Angie's List (NASDAQ:ANGI) and Yelp (NYSE:YELP) are largely complementary services. They both provide reviews of local businesses, but Angie's List is focused on contractors, like roofers and plumbers, while Yelp is focused on small businesses, like restaurants and shops. But that could all change soon.

Angie's List is reportedly in talks with bankers to explore its strategic options, including a sale of the company. The news, reported by the Financial Times, sent shares of Angie's List higher after sluggish performance since the company's IPO. Analysts have speculated several companies that could be suitors for Angie's List. They include retailers like Home Depot, Lowe's, and Amazon (NASDAQ:AMZN). Some also believe Google (NASDAQ:GOOG) (NASDAQ:GOOGL) is the most likely to offer Angie's List a buyout offer.

Angie's List becomes a much bigger threat to Yelp in the hands of a bigger company.

What's wrong with Angie?
The biggest thing holding back Angie's List is marketing expenses. Due to its business model, the company is forced to spend marketing dollars on both consumer-facing products and its business-facing products.

Angie's List is a subscription-based service, which means it needs to advertise what it can do for consumers in order to get them to sign up. Comparatively, Yelp is a free service, and the company maintains a much tighter consumer marketing budget.

Angie's List is generating an average of $26.09 per member each year based on its second-quarter run rate. Membership fees amounted to $18.5 million last quarter. It's spending the majority of its marketing dollars on national advertising, though, accounting for more than $17.96 million. 

Angie's List and Yelp are both spending heavily on expanding their markets and attracting more businesses to the platforms, as well. But where Angie's List spent 76.4% of revenue on sales and marketing in the first half of 2014, Yelp spent 56.2%. What's more, Angie's List expects its marketing expenses to climb in the second half of the year due to seasonality. Cutting out Angie's List's national advertising campaign puts its sales and marketing expense in line with Yelp's -- 56.8% of revenue.

Why Google, Amazon, or home improvement retailers could help
The big retailers can ease the pain of marketing for Angie's list. First, they already have a national audience coming to their stores and websites. That makes national advertising much less expensive than running television commercials. Additionally, companies like Home Depot and Lowe's already have relationships with contractors, which will significantly reduce marketing costs on the business-facing side of Angie's List.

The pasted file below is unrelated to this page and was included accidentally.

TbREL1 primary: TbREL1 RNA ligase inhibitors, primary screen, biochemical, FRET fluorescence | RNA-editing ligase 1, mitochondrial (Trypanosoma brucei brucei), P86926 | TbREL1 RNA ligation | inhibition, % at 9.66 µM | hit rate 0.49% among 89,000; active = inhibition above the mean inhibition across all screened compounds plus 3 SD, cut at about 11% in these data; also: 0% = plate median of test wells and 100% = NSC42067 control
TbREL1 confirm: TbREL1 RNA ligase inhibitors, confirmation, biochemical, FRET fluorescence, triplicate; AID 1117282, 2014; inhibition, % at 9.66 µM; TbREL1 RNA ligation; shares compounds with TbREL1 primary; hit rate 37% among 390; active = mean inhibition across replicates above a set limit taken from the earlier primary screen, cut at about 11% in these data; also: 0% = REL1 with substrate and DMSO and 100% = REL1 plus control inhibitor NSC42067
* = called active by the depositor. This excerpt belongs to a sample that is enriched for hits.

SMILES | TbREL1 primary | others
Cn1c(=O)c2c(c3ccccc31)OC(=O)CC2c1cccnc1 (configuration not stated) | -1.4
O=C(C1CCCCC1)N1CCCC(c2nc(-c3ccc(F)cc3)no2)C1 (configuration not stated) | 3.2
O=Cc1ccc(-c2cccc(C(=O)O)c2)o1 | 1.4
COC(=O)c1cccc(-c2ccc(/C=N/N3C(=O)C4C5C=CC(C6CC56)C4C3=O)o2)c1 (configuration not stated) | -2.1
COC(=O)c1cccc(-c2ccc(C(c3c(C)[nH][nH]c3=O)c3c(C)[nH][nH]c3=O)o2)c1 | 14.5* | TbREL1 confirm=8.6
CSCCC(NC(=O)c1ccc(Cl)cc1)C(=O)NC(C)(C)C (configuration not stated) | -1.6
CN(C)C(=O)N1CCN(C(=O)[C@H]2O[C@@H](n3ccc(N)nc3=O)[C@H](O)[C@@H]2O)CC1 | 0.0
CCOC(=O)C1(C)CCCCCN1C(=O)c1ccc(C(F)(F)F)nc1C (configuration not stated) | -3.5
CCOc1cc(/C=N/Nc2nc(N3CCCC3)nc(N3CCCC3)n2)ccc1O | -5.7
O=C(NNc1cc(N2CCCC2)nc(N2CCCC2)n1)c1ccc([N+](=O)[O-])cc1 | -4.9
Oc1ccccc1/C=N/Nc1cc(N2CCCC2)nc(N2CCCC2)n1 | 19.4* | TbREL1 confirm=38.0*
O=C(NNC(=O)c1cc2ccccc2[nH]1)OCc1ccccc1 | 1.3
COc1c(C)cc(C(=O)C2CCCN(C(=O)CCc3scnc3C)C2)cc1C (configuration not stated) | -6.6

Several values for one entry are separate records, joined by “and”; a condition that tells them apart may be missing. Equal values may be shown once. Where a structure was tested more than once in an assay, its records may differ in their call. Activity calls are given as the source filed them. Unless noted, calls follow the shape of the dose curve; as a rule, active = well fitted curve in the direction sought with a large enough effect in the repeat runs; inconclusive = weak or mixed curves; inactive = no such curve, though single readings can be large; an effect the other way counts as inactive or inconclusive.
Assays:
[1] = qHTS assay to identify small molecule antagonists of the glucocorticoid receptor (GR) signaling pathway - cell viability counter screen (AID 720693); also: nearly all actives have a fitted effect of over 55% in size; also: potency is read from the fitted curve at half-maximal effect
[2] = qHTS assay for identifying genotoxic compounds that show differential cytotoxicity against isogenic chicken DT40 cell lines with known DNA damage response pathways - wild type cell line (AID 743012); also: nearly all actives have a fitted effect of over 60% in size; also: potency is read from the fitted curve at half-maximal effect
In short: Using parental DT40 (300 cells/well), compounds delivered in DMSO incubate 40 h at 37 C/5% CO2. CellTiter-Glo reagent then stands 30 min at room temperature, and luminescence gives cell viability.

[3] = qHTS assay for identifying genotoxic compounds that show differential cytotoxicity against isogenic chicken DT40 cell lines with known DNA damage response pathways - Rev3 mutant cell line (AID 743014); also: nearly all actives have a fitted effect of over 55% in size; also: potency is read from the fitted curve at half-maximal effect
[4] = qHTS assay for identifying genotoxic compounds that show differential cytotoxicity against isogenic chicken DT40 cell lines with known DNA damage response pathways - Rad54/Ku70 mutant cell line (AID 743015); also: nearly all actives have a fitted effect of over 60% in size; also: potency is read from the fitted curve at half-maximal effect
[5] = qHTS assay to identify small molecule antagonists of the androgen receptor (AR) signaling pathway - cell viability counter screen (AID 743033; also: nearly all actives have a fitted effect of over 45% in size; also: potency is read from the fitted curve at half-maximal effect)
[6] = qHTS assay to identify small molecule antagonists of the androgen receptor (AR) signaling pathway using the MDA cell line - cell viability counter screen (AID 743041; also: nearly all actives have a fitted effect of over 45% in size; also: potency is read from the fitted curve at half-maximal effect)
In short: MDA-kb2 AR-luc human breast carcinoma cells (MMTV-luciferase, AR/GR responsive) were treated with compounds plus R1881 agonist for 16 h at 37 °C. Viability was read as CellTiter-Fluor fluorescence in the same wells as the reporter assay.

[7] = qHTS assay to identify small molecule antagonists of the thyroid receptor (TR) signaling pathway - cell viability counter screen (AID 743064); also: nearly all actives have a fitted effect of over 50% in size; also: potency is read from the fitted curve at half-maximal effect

Amazon has the experience and technology to sell advertising on the platform, and help businesses convert more potential customers. Google, too, has the necessary ad technology to take Angie's List's advertising business up a notch, and make the ad product more attractive to businesses.

The reason all of these companies might be interested in Angie's List is because the company would expand their audience outside of their core users. Home Depot and Lowes are aimed at do-it-yourself homeowners. Amazon and Google are involved with local businesses and search through Amazon Local and Google Plus reviews; but they're mostly involved with restaurants and entertainment venues like Yelp.

Why Yelp hopes Google doesn't buy Angie's List
In the hands of Google, Angie's List will probably start looking a lot more like Yelp -- no membership fees, and more ads. What's more, the service would integrate nicely with Google's current local search products, which is Yelp's biggest competitor. The addition of Angie's List would certainly make Google a more attractive source for all local searches, not just contractors.

Yelp claims it's "the preeminent destination for local search." In order for that to be true, it must fend off Angie's List, and even expand into its market. That becomes much more difficult in the hands of a big acquirer with a larger marketing budget and better infrastructure -- not just Google. Google is just a worst-case scenario.

Adam Levy owns shares of Amazon.com. The Motley Fool recommends Amazon.com, Google (A shares), Google (C shares), Home Depot, and Yelp. The Motley Fool owns shares of Amazon.com, Google (A shares), and Google (C shares). Try any of our Foolish newsletter services free for 30 days. We Fools may not all hold the same opinions, but we all believe that considering a diverse range of insights makes us better investors. The Motley Fool has a disclosure policy.